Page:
The Ultimate Guide To Fizz For The Festive Season

3 Min Read
The Ultimate Guide To Fizz For The Festive Season

Christmas is the perfect excuse to pop some corks and get a bit 'merry'. To help you kick-start your celebrations we've come up with the ultimate guide to fizz just in time for the festive season!

What temperature should I chill my champagne too?

One of the biggest questions when it comes to champagne (or any fizz for that matter) is temperature, we all know it should be chilled but for how long to get the ideal temperature?  

We recommend you leave your fizz in the fridge for at least 2 hours, or if time is of the essence fill a bucket with ice topped with water and leave to cool for 15 minutes. 

How should I pour champagne?

Too many times do we see champagne being poured badly - do it wrong and you end up with a glass full of foam. There's an art to pouring bubbly and we're here to spill the beans! 

To avoid a glass full of foam trying to position the bottle at an angle when pouring - the ideal angle is 45 degrees but we won't ask you to dig out your old protractor.

Next tip - make sure you keep the flow slow and steady, to encourage the bubbles to form around the sides of the glass and settle as you finish pouring. 

Which champagne glass shape is best?

Flute, tulip or coupe? Three different glass types all intended for bubbly, no wonder you're confused! Worry not, we're gonna tell you what you need to know so you can make an informed choice (and sound super knowledgeable to your friends!)

The Coupe (or champagne saucer as you might know it)

This glass has a wide and shallow bowl and is the classic glass for champagne, proving popular in the early 20th century which is why you probably associate with Great Gatsby! Although this is the OG champagne glass and has a timeless design, popularity-wise it's been taken over by the flute.

Why do you ask? Well as champagne standards have increased (moving away from the extra sweet champagne of the 20s) the shallow bowl hasn't been the best tool, with such a big surface area exposed to air the bubbles and aromas quickly dissipate making for a poor champagne experience. So unless you enjoy drinking your champagne quickly or prefer it flat this glass may not be the one for you. 

Conclusion: Although iconic and brilliant for creating a certain aesthetic this glass doesn't look over substance for modern bubbly. 

The Flute

Possibly the icon for champagne in the modern world, this is the glass you're likely to see everywhere, with its tall thin bowl and long step you can't help but associate it with sophistication.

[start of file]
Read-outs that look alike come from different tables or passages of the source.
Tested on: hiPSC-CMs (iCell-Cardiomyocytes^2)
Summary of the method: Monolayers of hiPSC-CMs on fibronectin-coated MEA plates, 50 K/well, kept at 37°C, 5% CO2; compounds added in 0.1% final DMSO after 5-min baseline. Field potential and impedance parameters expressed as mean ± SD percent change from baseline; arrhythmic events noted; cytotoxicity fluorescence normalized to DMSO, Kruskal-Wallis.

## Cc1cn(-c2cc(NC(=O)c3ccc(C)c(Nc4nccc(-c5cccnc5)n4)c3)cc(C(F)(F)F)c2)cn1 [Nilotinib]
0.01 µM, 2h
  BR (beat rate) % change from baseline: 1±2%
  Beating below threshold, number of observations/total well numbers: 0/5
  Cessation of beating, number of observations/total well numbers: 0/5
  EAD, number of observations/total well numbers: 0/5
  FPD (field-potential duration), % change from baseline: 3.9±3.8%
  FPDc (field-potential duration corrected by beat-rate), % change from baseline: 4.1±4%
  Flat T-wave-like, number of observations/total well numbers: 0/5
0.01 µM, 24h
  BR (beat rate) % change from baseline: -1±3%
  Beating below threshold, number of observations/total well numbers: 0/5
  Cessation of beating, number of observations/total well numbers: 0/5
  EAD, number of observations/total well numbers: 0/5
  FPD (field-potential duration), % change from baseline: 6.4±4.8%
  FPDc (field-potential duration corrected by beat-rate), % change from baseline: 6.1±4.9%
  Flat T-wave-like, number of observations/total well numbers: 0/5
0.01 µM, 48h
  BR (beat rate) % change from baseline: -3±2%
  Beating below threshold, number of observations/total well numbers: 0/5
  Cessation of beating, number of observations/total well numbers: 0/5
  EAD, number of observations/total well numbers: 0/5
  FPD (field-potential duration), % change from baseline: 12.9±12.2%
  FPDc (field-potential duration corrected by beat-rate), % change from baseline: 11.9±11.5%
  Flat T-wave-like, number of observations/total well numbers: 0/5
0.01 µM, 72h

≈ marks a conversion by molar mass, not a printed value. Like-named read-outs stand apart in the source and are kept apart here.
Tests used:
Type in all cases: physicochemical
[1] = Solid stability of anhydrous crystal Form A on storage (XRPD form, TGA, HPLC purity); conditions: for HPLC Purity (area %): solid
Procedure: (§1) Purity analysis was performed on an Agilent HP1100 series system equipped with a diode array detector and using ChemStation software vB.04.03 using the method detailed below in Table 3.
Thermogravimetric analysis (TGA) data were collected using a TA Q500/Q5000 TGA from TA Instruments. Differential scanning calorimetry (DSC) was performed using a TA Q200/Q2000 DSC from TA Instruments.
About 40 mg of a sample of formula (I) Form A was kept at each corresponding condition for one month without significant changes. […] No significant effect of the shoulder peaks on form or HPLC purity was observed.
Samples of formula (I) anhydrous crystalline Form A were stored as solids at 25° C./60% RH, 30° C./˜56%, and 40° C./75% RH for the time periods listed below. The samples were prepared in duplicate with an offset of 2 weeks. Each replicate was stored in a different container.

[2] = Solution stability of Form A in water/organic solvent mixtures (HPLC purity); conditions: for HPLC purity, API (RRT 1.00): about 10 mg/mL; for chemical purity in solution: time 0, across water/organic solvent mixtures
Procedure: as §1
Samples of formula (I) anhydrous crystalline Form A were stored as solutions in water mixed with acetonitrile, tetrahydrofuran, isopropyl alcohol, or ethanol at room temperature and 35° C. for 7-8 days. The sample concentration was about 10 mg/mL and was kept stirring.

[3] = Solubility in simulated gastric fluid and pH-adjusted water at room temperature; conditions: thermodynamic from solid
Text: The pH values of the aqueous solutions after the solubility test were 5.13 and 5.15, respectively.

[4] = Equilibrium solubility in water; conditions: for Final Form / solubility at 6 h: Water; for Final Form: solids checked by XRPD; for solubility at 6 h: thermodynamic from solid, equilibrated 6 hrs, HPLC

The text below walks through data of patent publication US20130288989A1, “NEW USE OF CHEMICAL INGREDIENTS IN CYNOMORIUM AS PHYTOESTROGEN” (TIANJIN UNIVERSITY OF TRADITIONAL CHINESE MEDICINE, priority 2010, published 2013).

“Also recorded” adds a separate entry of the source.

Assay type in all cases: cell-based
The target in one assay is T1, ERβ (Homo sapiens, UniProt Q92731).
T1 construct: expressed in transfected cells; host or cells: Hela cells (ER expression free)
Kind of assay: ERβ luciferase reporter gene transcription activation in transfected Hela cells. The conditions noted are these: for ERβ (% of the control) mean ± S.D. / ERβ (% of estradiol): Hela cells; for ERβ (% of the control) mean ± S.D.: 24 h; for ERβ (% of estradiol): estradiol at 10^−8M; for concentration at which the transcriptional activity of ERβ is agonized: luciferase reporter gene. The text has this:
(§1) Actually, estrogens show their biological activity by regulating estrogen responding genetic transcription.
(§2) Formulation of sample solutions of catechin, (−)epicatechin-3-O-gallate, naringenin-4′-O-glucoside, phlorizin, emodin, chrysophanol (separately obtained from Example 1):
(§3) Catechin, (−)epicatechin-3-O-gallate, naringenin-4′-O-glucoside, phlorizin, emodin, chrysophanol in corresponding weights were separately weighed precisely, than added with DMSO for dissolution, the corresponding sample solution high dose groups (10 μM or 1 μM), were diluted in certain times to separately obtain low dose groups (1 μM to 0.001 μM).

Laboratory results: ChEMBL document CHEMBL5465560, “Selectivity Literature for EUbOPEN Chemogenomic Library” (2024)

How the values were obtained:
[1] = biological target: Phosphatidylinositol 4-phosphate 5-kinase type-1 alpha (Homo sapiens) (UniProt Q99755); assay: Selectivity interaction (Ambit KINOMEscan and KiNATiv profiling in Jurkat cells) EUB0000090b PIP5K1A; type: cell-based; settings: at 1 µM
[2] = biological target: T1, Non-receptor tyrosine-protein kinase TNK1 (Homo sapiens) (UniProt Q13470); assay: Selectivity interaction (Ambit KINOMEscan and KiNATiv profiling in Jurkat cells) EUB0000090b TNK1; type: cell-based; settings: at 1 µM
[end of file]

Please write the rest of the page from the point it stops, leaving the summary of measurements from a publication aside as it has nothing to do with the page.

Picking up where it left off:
If fizzy champagne is your thing this is the glass for you. This glass is designed to give more 'oomph' to your drink, producing more bubbles as the shape encourages the bubbles to form at the base and rise up quickly.  However, that isn't to say the flute shape doesn't have its flaws, the lack of air space at the top of the glass can mean that aromas are lost. This glass is made to retain carbonation but in doing so it restricts the development of the wine. 

Conclusion: Although now the 'standard' glass when it comes to bubbly this glass doesn't allow the liquid to develop and therefore is best suited to younger wines.

The Tulip 

Whilst not as popular as the two glasses above, the flute shouldn't be overlooked. With similarities to the shape of the flute, the tulip has a great bowl space. This glass acts in a similar manner to the flute due to its slim base allowing lots of bubbles to form, however, due to its widening and then narrowing bowl the bubbles are directed to your tongue rather than ending up your nose!

Thanks to it's wider bowl the tulip allows what the flute restricts, for the liquid to develop and a preservation of aromas. 

Conclusion: Possibly the most well rounded of champagne glasses, and especially good for older wines that require more time to develop to be fully appreciated. 

How do I keep my Champagne bubbly?

When you pop open that bottle of fizz, you want it to remain fizzy until you've consumed it - after all it's called fizz not flat. 

Now whilst we would ideally recommend a champagne cap, we know that there isn't always one lying around, so if you find you've let your bubbly go flat try dropping a raisin into the glass. The carbon dioxide will stick to the raisins ridges and release them back into the glass. Or just drink the bottle quicker next time!

How many glasses in a bottle of champagne? 

When it comes to working out how many bottles you need you may be at a loss, let's face it how often do you count how many glasses a bottle fills? Well, we've got the handy guide so you don't let anyone go empty handed this Christmas!

A Standard bottle will serve - 6 glasses

A Magnum bottle will serve - 12 glasses

A Jeroboam bottle will serve - 24 glasses